House of Wolves

Destiny Dweeb Entering the House of Wolves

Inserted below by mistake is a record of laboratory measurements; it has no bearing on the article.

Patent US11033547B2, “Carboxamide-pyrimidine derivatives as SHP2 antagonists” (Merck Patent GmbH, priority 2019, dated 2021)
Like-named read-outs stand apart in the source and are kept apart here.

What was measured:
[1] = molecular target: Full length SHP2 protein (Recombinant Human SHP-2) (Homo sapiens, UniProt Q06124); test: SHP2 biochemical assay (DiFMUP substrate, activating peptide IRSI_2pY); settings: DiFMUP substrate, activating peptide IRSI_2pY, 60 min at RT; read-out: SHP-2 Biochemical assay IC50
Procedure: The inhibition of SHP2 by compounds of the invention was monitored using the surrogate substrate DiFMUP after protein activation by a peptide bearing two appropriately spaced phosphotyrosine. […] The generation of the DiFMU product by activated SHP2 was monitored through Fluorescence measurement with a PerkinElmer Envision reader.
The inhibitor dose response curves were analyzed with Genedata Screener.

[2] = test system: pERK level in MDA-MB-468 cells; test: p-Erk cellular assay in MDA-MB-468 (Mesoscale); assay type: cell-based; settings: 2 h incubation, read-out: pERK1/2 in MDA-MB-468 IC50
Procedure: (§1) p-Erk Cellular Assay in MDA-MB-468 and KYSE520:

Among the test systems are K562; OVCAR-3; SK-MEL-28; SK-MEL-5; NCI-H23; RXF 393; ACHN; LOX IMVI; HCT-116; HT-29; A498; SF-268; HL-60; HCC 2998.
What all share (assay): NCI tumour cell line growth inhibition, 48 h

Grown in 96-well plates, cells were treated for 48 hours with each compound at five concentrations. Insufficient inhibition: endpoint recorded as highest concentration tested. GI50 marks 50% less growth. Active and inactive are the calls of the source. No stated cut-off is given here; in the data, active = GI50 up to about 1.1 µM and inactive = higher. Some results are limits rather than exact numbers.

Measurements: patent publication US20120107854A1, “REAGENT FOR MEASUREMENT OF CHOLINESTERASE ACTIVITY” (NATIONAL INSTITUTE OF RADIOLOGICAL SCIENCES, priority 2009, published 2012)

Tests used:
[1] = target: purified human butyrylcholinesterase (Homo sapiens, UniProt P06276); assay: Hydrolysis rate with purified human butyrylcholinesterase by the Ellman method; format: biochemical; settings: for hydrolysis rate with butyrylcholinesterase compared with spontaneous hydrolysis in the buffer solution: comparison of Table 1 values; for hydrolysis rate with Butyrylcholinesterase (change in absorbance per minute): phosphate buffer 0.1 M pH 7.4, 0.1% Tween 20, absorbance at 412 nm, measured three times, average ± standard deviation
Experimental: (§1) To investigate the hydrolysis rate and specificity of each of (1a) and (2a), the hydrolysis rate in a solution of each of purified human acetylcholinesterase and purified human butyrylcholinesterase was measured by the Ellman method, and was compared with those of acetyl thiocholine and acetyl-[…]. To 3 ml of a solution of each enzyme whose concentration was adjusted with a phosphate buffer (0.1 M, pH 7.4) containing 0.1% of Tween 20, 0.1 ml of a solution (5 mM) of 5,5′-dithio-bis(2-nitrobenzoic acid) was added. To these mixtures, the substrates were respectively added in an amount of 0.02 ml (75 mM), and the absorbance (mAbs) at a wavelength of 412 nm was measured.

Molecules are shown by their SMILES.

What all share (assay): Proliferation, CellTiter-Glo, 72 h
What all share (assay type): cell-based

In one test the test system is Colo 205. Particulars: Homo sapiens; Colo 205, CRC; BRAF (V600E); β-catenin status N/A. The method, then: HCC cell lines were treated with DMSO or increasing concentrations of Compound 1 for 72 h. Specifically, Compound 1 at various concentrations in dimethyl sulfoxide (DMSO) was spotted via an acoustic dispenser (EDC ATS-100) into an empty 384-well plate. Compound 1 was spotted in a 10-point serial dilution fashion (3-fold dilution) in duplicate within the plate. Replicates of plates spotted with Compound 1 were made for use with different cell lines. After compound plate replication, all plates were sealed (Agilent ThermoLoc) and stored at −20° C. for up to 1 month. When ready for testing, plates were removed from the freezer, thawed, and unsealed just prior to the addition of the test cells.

In September of last year I made a release date purchase, a rarity for me these days, of Destiny. First off, I did not enter the latest Bungie game with delusions of grandeur. Going in there was an expectation of some fun and possibly kill a few hours. Mostly, the game was bought with the idea of playing with my older brother who was very interested in the game. More or less the game delivered for us as expected. My brother just happened to get hooked on it a bit. Doing his bounties daily and finding a random clan which to dive into the Vault of Glass with. Me? I had little interest in such things. PlayStation Plus gives me so many new games regularly to sink my teeth in that I couldn’t be arsed to play Destiny for so many more hours. Destiny felt like the social media of games. Meaning, it is an illusion of activity. In the end you are doing repeated actions thinking you are progressing in some form but really you do it because it makes you feel comfortable. That is perfectly fine. I specifically still played Destiny occasionally to talk to my brother. The in-game activity was second fiddle to the conversation. But it gave us something to do. So Destiny being like that is not a negative but it definitely feels old after some time. If I want to talk to my brother, I’ll call him.